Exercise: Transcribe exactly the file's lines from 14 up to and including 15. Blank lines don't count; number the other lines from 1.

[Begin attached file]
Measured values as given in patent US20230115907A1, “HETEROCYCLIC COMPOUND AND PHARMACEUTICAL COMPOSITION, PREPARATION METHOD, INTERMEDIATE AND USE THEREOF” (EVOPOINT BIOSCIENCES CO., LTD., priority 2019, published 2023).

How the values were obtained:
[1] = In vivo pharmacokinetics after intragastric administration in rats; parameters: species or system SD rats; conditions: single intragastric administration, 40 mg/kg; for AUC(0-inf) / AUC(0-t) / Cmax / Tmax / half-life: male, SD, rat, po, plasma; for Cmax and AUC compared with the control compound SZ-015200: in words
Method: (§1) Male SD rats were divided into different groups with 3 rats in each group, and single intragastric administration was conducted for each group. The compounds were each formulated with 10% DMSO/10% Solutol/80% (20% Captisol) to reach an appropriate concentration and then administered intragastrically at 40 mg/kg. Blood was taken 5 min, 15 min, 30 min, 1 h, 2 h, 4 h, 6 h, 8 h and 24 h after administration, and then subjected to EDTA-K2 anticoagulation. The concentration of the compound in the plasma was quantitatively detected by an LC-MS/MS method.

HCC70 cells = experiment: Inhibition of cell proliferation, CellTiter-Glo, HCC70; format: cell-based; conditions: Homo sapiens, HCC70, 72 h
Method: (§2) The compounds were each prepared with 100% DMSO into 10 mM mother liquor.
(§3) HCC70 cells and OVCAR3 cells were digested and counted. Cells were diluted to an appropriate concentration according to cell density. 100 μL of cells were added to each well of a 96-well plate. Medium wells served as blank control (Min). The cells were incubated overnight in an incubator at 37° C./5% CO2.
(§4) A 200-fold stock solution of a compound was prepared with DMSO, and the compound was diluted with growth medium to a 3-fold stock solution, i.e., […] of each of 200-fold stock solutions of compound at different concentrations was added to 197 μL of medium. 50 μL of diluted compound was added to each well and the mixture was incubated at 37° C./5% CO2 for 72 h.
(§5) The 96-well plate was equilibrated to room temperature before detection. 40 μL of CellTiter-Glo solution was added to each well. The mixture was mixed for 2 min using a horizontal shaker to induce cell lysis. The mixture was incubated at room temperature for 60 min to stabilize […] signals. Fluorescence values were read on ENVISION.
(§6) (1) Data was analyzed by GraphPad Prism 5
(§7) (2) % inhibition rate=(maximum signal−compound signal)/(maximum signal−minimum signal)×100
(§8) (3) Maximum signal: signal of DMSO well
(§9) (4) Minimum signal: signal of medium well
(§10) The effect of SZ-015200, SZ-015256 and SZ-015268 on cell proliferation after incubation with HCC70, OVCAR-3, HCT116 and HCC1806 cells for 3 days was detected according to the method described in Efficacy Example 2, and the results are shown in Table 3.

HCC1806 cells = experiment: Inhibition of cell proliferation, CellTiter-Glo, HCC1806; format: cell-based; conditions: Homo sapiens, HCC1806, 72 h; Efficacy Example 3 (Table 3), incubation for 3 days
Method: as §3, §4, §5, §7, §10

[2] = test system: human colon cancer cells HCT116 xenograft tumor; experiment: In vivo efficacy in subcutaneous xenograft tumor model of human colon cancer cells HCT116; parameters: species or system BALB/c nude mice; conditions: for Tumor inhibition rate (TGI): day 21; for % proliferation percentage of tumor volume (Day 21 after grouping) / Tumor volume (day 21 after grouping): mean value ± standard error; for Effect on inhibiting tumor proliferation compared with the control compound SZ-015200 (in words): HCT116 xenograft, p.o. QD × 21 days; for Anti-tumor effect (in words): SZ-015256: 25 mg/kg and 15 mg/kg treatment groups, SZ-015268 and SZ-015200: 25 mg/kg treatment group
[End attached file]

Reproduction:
(§10) The effect of SZ-015200, SZ-015256 and SZ-015268 on cell proliferation after incubation with HCC70, OVCAR-3, HCT116 and HCC1806 cells for 3 days was detected according to the method described in Efficacy Example 2, and the results are shown in Table 3.

HCC1806 cells = experiment: Inhibition of cell proliferation, CellTiter-Glo, HCC1806; format: cell-based; conditions: Homo sapiens, HCC1806, 72 h; Efficacy Example 3 (Table 3), incubation for 3 days